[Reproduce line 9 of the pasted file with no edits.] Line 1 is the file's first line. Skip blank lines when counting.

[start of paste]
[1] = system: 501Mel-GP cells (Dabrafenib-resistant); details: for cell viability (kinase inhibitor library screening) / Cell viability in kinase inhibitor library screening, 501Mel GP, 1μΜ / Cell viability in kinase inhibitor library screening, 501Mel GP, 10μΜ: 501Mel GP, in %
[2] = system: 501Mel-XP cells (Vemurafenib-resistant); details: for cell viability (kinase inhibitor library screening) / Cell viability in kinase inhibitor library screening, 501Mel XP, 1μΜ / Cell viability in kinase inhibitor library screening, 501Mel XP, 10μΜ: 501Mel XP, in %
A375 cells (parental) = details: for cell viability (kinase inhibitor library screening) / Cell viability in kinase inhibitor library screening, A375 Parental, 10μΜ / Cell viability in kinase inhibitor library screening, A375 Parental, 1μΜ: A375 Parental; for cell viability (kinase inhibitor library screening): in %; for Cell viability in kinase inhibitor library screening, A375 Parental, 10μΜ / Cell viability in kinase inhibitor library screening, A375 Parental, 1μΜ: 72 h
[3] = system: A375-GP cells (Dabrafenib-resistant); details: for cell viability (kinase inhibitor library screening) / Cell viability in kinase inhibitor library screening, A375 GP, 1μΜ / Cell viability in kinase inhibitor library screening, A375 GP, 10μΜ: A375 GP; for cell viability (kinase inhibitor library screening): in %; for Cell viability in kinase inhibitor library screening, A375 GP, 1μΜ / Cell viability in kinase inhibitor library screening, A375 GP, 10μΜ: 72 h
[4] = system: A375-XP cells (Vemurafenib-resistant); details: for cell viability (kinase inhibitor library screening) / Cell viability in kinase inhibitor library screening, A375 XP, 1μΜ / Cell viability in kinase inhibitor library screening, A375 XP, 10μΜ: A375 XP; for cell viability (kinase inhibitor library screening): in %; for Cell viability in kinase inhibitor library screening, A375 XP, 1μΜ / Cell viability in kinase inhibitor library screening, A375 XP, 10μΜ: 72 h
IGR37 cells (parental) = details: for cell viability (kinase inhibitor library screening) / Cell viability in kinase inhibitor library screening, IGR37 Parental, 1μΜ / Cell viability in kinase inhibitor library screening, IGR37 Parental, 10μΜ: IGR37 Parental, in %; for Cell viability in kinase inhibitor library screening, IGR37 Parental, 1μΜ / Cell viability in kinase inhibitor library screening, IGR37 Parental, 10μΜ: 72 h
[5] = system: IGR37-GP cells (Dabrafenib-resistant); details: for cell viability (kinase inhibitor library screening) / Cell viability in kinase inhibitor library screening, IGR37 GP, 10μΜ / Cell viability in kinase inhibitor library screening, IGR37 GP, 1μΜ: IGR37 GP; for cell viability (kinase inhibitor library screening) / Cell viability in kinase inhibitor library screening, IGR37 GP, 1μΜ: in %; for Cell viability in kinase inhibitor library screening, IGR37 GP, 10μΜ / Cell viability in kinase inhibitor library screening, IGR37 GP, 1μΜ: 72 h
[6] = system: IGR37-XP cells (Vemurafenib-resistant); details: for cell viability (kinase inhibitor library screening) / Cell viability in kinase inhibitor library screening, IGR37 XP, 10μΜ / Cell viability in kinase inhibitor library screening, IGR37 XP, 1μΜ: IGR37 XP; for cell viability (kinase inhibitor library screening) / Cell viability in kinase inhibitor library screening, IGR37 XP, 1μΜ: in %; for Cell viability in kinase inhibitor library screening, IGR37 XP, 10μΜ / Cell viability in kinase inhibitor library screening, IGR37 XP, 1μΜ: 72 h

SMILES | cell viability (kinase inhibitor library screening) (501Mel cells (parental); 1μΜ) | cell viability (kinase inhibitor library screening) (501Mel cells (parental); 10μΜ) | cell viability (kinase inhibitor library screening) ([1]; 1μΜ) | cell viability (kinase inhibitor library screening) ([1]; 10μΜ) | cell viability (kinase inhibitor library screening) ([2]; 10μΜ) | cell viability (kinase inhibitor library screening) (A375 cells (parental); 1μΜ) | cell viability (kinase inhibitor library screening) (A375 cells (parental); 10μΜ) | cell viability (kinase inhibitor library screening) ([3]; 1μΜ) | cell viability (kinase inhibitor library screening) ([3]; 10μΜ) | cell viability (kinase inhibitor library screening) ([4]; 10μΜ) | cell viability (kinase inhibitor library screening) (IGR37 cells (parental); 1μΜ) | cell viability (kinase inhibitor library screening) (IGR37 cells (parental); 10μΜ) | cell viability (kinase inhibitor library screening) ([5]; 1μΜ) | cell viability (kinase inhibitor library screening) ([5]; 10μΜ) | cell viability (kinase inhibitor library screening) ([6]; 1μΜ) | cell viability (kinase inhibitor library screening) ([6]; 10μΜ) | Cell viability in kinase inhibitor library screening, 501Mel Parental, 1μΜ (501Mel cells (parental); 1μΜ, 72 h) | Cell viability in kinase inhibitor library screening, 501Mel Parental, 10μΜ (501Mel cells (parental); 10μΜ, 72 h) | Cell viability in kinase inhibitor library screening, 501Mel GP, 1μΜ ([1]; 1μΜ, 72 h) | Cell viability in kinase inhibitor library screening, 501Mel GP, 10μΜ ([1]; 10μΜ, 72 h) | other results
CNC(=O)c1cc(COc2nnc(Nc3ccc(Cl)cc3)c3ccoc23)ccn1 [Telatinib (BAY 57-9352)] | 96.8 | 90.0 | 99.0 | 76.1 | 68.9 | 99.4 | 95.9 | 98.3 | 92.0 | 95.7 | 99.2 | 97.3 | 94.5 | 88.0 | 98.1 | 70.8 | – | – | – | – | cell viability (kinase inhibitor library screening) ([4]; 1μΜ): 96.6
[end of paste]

SMILES | cell viability (kinase inhibitor library screening) (501Mel cells (parental); 1μΜ) | cell viability (kinase inhibitor library screening) (501Mel cells (parental); 10μΜ) | cell viability (kinase inhibitor library screening) ([1]; 1μΜ) | cell viability (kinase inhibitor library screening) ([1]; 10μΜ) | cell viability (kinase inhibitor library screening) ([2]; 10μΜ) | cell viability (kinase inhibitor library screening) (A375 cells (parental); 1μΜ) | cell viability (kinase inhibitor library screening) (A375 cells (parental); 10μΜ) | cell viability (kinase inhibitor library screening) ([3]; 1μΜ) | cell viability (kinase inhibitor library screening) ([3]; 10μΜ) | cell viability (kinase inhibitor library screening) ([4]; 10μΜ) | cell viability (kinase inhibitor library screening) (IGR37 cells (parental); 1μΜ) | cell viability (kinase inhibitor library screening) (IGR37 cells (parental); 10μΜ) | cell viability (kinase inhibitor library screening) ([5]; 1μΜ) | cell viability (kinase inhibitor library screening) ([5]; 10μΜ) | cell viability (kinase inhibitor library screening) ([6]; 1μΜ) | cell viability (kinase inhibitor library screening) ([6]; 10μΜ) | Cell viability in kinase inhibitor library screening, 501Mel Parental, 1μΜ (501Mel cells (parental); 1μΜ, 72 h) | Cell viability in kinase inhibitor library screening, 501Mel Parental, 10μΜ (501Mel cells (parental); 10μΜ, 72 h) | Cell viability in kinase inhibitor library screening, 501Mel GP, 1μΜ ([1]; 1μΜ, 72 h) | Cell viability in kinase inhibitor library screening, 501Mel GP, 10μΜ ([1]; 10μΜ, 72 h) | other results